ABÉLARD AND HÉLOÏSE
Abélard and Héloïse are one of history’s most celebrated couples, known for their passionate love affair as well as the tragedy that cruelly separated them.
We felt inspired to name our two flagship reds after them because of their uncommon destiny and extraordinary relationship — they were soul mates through thick and thin, and cut from the same cloth. But also we loved the fact that they were both extremely accomplished intellectuals in their own rights, and managed to juggle complex, erudite thinking with feelings and sensuality. The complex, brooding character of our Grenache blend seemed worthy of Abélard, and the perfumed, intense but restrained character of our Syrah blend reminded us of Héloïse.
Their love story begins in 12th century Paris when intellectually gifted and beautiful young Héloïse, on an existential quest for Knowledge, is entrusted to Abélard, a philosopher and theologian considered one of the greatest thinkers of his time (he remains to this day the most distinguished philosopher of the Middle Ages). Though 20 years her senior, Abélard is captivated by Héloïse’s rare wit and intelligence and they soon become lovers, entwined by burning physical and spiritual desires.
They marry in secret for fear of scandal, but when Héloïse’s possessive uncle and guardian, Canon Fulbert, discovers their love, he forces them to part. Little does he know that Héloïse is pregnant and soon thereafter a son, Astrolabe, is born.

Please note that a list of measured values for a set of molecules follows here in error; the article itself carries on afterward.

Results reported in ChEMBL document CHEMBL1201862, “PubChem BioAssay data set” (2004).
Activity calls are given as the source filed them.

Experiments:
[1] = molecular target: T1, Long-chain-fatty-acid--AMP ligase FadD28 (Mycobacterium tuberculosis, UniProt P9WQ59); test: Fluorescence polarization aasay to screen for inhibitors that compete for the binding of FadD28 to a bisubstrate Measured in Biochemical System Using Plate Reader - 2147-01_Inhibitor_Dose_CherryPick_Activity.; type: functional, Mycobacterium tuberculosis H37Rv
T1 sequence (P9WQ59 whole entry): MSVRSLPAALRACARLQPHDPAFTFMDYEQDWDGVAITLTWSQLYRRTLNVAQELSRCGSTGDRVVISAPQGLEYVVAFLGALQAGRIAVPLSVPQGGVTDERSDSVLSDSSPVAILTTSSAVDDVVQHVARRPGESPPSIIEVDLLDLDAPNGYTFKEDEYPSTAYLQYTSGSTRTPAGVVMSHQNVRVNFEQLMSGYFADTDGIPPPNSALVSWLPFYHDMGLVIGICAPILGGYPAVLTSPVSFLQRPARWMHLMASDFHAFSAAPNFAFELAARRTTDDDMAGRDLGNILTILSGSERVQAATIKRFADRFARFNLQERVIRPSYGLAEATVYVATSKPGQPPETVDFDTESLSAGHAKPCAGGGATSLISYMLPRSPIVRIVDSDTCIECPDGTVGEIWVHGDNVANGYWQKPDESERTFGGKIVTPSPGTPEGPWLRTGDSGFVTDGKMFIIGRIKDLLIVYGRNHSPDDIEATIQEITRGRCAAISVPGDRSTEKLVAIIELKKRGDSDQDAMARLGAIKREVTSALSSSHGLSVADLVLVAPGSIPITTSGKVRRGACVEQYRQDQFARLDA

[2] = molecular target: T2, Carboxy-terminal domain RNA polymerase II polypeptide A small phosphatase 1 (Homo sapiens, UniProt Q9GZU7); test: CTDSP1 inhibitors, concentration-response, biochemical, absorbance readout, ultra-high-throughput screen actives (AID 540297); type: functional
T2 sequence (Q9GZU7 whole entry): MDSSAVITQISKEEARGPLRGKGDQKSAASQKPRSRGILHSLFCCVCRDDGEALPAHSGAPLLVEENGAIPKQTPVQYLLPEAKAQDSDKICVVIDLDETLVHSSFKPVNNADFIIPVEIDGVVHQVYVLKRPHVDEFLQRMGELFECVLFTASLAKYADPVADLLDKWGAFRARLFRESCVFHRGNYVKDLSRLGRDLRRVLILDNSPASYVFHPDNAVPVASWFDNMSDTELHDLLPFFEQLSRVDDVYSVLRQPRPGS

Meanwhile, Fulbert has been scheming to protect his niece’s dignity, to ruin Abélard and to keep Héloïse for himself. Héloïse escapes to a nunnery in Argenteuil for her safety but her uncle believes that Abélard had cast her off and forced her into a life of the Church. So, he sends his kinsmen to carry out a cruel and shameful punishment on Abélard, attacking him in the middle of the night and castrating him.
Abélard’s humiliation compels him to give up his teaching at Notre Dame and the lovers take Holy Orders as monk and nun.
For ten years they are separated with no contact for about ten years, and Héloïse, advocating the coexistence of passion and piety, goes on to become the most important abbess of her time. Meanwhile Abélard continues his theological research, some of which earns him criticism as a heretic.
Abélard and Héloïse manage to re-establish epistolary contact and their relationship, which never died sentimentally, resumes, duly recorded in a series of passionate letters that reflect their theological musings and discoveries as well as their feelings for each other (and remain one of the great romantic and intellectual documents of human civilization).
They continue to consult each other for twenty years till Abélard’s death in 1142. Fortunately, the letters are kept and found. In 1817 their remains are transferred to the famous Père Lachaise cemetery in Paris, supposedly by Empress Josephine herself, reputedly moved by their tragic love story.
Their story has been retold and reinterpreted through history in many texts from The Roman de La Rose to the poetry of Lamartine, from Alexander Pope to William Shakespeare, from Mark Twain to Cole Porter.
“Whenever they speak of great men, they will remember Peter Abélard” – Héloïse
“If I am remembered, it will be for this: that I was loved by Héloïse” - Abélard